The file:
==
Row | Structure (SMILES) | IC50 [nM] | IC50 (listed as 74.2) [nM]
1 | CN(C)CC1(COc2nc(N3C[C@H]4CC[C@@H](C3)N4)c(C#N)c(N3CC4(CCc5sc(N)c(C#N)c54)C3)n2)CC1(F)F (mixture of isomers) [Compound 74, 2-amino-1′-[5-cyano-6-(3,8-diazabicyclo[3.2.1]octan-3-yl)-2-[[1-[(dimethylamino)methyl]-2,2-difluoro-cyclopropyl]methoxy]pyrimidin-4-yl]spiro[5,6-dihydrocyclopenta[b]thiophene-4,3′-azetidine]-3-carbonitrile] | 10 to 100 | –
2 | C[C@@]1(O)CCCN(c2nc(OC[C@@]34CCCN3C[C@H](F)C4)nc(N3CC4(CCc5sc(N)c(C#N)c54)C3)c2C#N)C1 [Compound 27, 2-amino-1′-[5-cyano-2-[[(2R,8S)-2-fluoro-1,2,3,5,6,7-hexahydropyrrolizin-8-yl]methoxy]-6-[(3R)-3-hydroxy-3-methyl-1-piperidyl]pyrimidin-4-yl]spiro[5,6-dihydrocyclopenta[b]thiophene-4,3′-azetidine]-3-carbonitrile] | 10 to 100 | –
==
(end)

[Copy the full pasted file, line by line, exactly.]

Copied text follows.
Row | Structure (SMILES) | IC50 [nM] | IC50 (listed as 74.2) [nM]
1 | CN(C)CC1(COc2nc(N3C[C@H]4CC[C@@H](C3)N4)c(C#N)c(N3CC4(CCc5sc(N)c(C#N)c54)C3)n2)CC1(F)F (mixture of isomers) [Compound 74, 2-amino-1′-[5-cyano-6-(3,8-diazabicyclo[3.2.1]octan-3-yl)-2-[[1-[(dimethylamino)methyl]-2,2-difluoro-cyclopropyl]methoxy]pyrimidin-4-yl]spiro[5,6-dihydrocyclopenta[b]thiophene-4,3′-azetidine]-3-carbonitrile] | 10 to 100 | –
2 | C[C@@]1(O)CCCN(c2nc(OC[C@@]34CCCN3C[C@H](F)C4)nc(N3CC4(CCc5sc(N)c(C#N)c54)C3)c2C#N)C1 [Compound 27, 2-amino-1′-[5-cyano-2-[[(2R,8S)-2-fluoro-1,2,3,5,6,7-hexahydropyrrolizin-8-yl]methoxy]-6-[(3R)-3-hydroxy-3-methyl-1-piperidyl]pyrimidin-4-yl]spiro[5,6-dihydrocyclopenta[b]thiophene-4,3′-azetidine]-3-carbonitrile] | 10 to 100 | –